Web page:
Rovère was born Liliane Cukier on 30 January 1933 – the same day, her memoir recalls, that Hitler became German chancellor. Her parents were Jewish immigrants from Poland; the family was not observant, but young Liliane did hear Yiddish spoken at home. “I still have some Yiddish. I love the sound, and I love the insults, they’re a scream.” What’s her favourite? Without a second’s pause, she replies: “May your arms shrink so that you can’t scratch your arse,” and breaks into a broad grin.
During the occupation, she and her parents were able to escape to south-western France, a resistance stronghold. Her book recounts many close shaves – hiding out with Dominican nuns, she and her brother narrowly escaping an SS roundup – but Rovère doesn’t remember the period as frightening. “It was frightening for the adults – I was a girl and no one told me what was going on. I went to school, I studied, I really wasn’t aware of the significance of what was happening, so it wasn’t traumatic for me.”
For me, Macron is kind of a sociopath. He’s so in love with himself, I doubt he gives much thought to how other people live
Back in Paris after the Liberation, the teenage Rovère – like so many of her generation in France – fell in love with all things American, especially jazz. She became a regular of the Left Bank, and her book evokes a shabbily glamorous microcosm centred around US musicians’ hangouts like the Hotel La Louisiane, and venues such as the renowned mildew-ridden basement club Le Tabou, a milieu where she came to know not just jazz musicians but also literati such as the absurdist playwright Arthur Adamov and the novelist-singer-songwriter-trumpeter Boris Vian.
For Rovère’s generation, the Quartier Saint-Germain was just “le Quartier”: “That’s where I felt at home. Now it’s super-clean and full of swanky shops and restaurants. The restaurants I ate in were really grubby, but they were interesting. It was a village.”
In 1954, her mother, somewhat counterintuitively, thought it might help to put Rovère on the straight and narrow if she went to stay with relatives in New York. Rovère suspects she thought her daughter might find a husband. Instead – where else but at fabled venue Birdland? – she met Chet Baker, the angel-voiced, boxer-faced trumpeter and singer, jazz’s all-time matinee idol. He fell wildly in love with her, while for Rovère: “I didn’t have any doubts – I yielded very easily! I wasn’t in love like he was, but he charmed me – he was handsome, he was young, he was bold, he was famous.” The pair clicked, much to the chagrin of Baker’s wife, who pulled a gun on her rival. “I didn’t think things through much,” Rovère admits about her youth. “I wasn’t what you’d call sensible. Things happened to me, and I’d go along with them.”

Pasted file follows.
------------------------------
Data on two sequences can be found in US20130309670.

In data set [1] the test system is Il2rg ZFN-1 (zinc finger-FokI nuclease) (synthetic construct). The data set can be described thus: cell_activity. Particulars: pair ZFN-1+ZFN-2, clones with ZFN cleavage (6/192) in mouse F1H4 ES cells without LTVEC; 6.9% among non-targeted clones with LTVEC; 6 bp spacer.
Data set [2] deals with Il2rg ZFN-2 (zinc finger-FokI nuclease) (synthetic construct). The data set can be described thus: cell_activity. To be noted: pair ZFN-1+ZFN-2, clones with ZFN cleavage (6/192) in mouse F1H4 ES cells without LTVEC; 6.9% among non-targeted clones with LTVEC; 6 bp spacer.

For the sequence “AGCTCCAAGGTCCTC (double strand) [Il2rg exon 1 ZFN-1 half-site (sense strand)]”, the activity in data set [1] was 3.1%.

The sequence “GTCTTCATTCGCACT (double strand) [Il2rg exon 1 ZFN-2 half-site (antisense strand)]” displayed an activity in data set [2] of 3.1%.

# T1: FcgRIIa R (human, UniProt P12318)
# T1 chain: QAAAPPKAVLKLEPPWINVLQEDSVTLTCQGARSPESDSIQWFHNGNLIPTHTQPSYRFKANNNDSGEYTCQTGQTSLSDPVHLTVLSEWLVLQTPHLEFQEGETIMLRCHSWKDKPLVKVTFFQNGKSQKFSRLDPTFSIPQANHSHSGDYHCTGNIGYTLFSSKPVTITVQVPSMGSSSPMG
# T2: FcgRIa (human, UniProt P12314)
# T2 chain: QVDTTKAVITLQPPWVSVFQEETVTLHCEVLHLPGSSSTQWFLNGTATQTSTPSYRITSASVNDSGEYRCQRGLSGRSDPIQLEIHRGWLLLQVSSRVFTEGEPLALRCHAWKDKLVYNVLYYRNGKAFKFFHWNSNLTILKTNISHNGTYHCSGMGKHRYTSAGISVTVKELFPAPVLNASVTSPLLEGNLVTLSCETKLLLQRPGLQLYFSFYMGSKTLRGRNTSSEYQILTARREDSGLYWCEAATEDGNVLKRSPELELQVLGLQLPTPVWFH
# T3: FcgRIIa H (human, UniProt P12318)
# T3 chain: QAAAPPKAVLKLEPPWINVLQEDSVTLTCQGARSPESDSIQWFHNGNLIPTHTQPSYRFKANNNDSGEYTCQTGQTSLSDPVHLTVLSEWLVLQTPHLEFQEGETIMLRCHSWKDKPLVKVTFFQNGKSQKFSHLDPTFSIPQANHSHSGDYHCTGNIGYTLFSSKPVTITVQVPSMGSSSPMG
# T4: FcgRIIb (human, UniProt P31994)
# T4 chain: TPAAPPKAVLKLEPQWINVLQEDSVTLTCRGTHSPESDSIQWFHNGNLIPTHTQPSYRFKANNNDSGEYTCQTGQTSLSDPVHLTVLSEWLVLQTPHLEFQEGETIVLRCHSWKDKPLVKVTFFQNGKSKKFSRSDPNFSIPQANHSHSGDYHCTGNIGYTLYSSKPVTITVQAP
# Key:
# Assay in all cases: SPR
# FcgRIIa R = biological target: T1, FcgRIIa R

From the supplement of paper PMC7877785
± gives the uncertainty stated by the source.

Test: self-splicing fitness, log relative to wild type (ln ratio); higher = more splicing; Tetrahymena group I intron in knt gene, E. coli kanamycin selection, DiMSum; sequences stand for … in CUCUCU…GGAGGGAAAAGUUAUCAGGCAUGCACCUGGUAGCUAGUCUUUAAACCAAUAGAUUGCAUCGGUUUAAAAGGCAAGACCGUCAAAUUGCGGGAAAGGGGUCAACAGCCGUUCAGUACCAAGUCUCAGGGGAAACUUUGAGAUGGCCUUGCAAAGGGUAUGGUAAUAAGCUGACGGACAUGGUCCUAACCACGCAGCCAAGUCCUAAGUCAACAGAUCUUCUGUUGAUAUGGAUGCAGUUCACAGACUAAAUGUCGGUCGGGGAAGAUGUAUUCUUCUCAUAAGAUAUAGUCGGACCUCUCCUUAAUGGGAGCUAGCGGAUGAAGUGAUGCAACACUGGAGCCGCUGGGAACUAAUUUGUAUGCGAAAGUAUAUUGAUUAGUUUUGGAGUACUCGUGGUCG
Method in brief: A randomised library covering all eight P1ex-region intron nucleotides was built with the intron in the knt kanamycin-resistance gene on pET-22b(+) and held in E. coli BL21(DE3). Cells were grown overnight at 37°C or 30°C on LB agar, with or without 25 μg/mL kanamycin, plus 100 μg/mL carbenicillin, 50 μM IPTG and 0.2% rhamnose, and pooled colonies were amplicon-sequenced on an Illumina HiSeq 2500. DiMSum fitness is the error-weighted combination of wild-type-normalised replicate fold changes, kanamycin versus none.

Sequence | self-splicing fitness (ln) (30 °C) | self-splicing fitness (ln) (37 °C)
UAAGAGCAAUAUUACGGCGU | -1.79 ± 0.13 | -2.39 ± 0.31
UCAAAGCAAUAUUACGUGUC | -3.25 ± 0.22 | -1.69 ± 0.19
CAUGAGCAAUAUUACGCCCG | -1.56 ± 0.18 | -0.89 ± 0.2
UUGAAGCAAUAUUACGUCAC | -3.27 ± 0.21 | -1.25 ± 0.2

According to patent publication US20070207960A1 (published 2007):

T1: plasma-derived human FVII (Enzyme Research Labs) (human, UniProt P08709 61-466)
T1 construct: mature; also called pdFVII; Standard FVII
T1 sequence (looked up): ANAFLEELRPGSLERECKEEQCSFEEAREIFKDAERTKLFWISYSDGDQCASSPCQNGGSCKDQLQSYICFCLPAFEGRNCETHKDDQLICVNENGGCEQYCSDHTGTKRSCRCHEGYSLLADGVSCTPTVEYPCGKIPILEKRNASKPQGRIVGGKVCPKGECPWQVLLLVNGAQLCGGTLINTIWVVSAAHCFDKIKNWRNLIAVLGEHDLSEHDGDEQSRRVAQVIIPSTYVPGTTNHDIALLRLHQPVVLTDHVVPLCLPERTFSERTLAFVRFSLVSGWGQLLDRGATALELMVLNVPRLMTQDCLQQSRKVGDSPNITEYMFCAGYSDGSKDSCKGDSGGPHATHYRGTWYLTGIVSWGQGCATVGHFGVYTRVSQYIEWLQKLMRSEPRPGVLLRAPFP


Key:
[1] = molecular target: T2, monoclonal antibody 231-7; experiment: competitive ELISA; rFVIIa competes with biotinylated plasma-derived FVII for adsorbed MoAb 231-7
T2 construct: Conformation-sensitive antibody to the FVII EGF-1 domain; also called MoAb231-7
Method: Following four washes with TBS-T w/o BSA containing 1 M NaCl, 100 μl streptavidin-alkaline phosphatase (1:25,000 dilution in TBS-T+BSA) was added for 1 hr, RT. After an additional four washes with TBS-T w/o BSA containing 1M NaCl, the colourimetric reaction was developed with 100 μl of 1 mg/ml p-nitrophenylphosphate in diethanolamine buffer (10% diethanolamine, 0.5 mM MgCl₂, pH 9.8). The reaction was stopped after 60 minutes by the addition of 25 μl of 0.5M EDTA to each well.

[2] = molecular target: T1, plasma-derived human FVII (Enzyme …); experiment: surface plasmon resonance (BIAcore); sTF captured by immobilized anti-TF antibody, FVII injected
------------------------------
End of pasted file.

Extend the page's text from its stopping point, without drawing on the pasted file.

Rovère with Guy Marchand in the third season of Netflix hit Call My Agent! Photograph: Christophe Brachet/Monvoisin Productions
She spent two years with Baker, accompanying him on tour in the US, where they became an intensely photogenic golden couple: a famous photograph by William Claxton shows a short-haired, kohl-eyed Rovère in a black dress, Baker laying his head on her breast. She was in her element in New York, where she met her share of musical deities: she played chess with Dizzy Gillespie, while Charlie Parker tried to tell her what pieces to move; Count Basie made a tentative pass at her. Los Angeles, on the other hand, wasn’t her style. It was too clean – “like Switzerland” – and its jazz scene was spoiled for her by the pressure to be cool and radiate a lofty west-coast reserve. “I learned how to do it but it wasn’t my temperament. Today, being cool means something completely different – it just means being straightforward, being nice with people – sympa, you know? It’s not the same thing.”
But Baker’s heroin addiction put a strain on their relationship, which ended after Rovère had to return to France when her visa expired. In her book, she describes the trumpeter as “an adolescent”. “For me, he never really became an adult – he wouldn’t have got stoned the way he did if he’d really grown up. He was so gifted musically, it all came from his ear, he didn’t work at it. I think he was afraid – and I think that was because he didn’t know how he did what he did.”
By contrast, another jazz titan for whom Rovère had a long-running, and mutual, passion was saxophonist Dexter Gordon – with whom she was reunited when the late Bertrand Tavernier cast them both in his 1986 jazz film, Round Midnight. “Ah, Dexter! He was different – he’d get stoned just as much as Chet, but he really was an adult. I was a thousand times more in love with Dexter.”